Subject: I have found a CD that I think you would enjoy
Genres: Pop, R&B, Rock, Classic Rock
Similarly Requested CDs
A marvelous example of the experimentation of the '60's.
(5 out of 5 stars)
"First of all, I am amazed to find it available on CD. I remember hearing a story was that there was a fire at the recording studio and the master taped were destroyed. Glad to see the story was wrong. Anyway, this is a classic example of the various factions coming together in the music world of the '60's. Psychedelic, gospel, classical, eastern influences and more all fuse with rock on this album. This is what made music exciting back then. You didn't find them on the radio; you found them at a friend's house. When they cover songs, like Lady Jane, they do them in a style all there own. No commercial exercises here. Using several singers each song sounds truly unique. ( At least one of them, Minnie Riperton, went on to some solo success.)"
Energetic/stylized/sensitive projections from a bygone time
Phil Rogers | Ann Arbor, Michigan | 03/25/2004
(4 out of 5 stars)
"Take an utterly beautiful, soulful band like the Fifth Dimension and add a heavy, professionally-crafted theatrical sheen, and you've got Rotary Connection. One of my amazingly astute and lively college companions/girlfriends was heavily into theatre - and was wild about them. If you like listening to music that's reminiscent of 'Hair' and/or 'Jesus Christ Superstar', RC will be right up your alley - they're definitely a very artistic/dramatic/appealing element of the late 60's counter-cultural ethos.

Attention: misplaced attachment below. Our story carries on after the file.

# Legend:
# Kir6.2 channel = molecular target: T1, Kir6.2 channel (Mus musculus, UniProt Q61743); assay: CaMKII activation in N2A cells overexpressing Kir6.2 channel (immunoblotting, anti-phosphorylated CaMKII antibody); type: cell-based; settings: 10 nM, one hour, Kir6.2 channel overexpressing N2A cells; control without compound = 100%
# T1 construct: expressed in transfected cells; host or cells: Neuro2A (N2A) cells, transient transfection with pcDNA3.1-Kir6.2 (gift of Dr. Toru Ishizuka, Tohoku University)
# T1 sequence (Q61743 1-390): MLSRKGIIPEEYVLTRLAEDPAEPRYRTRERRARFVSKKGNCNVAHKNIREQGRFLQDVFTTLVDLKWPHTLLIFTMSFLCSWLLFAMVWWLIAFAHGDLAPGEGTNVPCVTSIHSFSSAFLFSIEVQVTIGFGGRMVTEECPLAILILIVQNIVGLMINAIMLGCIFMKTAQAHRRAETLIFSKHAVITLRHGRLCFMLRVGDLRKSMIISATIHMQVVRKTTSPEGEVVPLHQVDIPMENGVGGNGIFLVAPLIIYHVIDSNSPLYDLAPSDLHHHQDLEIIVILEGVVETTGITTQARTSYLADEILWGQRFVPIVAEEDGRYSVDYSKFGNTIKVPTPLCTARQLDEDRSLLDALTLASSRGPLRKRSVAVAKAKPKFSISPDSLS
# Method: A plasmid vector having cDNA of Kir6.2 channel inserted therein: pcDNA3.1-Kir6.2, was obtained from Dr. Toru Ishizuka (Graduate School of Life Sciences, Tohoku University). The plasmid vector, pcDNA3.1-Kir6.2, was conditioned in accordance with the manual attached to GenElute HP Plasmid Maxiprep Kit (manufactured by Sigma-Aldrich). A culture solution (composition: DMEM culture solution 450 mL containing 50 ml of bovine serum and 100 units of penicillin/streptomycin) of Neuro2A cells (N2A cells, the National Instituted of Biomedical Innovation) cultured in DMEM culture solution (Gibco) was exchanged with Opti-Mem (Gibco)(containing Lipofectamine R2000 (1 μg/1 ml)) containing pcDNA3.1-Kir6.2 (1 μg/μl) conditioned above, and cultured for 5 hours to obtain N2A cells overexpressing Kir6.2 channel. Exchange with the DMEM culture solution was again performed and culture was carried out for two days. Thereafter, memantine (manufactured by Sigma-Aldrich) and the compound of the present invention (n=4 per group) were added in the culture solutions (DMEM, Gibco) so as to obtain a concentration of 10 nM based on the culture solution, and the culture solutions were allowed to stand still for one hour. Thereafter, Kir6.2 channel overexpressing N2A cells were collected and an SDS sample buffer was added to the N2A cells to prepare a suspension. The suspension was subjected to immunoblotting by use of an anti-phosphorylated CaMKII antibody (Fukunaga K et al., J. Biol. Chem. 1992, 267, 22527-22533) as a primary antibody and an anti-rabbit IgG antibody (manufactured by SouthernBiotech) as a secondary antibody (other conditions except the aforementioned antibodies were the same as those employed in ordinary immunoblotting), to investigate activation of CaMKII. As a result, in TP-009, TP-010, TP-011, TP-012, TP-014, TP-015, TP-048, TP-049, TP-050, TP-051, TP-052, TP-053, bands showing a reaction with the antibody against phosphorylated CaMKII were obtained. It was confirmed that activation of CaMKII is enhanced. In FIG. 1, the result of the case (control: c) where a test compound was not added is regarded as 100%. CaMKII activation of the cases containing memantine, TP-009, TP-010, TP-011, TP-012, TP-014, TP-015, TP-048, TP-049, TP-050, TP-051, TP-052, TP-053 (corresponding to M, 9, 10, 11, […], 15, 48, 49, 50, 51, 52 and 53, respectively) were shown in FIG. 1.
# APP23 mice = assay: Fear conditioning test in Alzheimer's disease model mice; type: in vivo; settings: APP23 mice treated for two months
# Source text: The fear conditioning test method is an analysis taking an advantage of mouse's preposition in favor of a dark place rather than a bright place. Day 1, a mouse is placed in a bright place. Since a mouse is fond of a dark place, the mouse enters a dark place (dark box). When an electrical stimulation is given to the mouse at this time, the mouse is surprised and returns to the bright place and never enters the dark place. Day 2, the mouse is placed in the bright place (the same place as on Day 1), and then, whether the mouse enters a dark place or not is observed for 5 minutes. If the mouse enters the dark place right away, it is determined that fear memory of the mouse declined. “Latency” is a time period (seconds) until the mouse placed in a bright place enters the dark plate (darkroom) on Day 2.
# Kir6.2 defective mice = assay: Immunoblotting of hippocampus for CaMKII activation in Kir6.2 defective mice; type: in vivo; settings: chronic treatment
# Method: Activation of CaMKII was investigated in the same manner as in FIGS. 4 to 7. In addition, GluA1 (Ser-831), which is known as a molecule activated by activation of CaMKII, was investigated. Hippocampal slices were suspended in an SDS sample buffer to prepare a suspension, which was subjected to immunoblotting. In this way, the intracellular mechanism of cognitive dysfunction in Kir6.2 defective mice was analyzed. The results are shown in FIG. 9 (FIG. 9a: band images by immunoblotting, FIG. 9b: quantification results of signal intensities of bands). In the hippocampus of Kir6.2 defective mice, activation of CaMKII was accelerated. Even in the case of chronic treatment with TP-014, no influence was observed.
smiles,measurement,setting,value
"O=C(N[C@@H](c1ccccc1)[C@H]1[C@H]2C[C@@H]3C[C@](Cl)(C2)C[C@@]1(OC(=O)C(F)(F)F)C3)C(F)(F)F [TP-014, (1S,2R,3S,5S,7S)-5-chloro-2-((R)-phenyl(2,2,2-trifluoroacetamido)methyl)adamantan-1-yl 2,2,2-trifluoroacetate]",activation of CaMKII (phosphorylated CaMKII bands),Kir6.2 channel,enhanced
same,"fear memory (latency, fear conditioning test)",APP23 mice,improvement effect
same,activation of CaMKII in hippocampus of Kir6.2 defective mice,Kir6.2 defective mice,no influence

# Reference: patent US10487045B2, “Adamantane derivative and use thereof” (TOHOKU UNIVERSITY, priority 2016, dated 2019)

It's also notable that some of the instrumental breaks and harmonic underpinnings veer a bit in the direction of folks like Van Dyke Parks - quite an avant-garde touch, as it were, and quite flavorful, if that's were your tastes lie."
One of the all-time best examples of 60s psychedelia
(5 out of 5 stars)
"As another reviewer remarked, this was the type of album you were turned on to at a friend's house, who had somehow acquired it. Perhaps the group was not marketed well enough, as its audience typically was in Chicago and points further south in Illinois. Be that as it may, "Rotary Connection" is a wonderful concept album (the sides are called "Trip I" and "Trip I continued," as I recall. There are short, smooth instrumental transitions between the main tracks, and each song is recapped in something like a reverse overture at the end, going into one of the best covers ever made of "Like a Rolling Stone." Different people imprint heavily on different albums, of course, but mention this album to any old hippie you happen to see, and I daresay the response will be either "Oh, MAN!" or just simply "Wow.""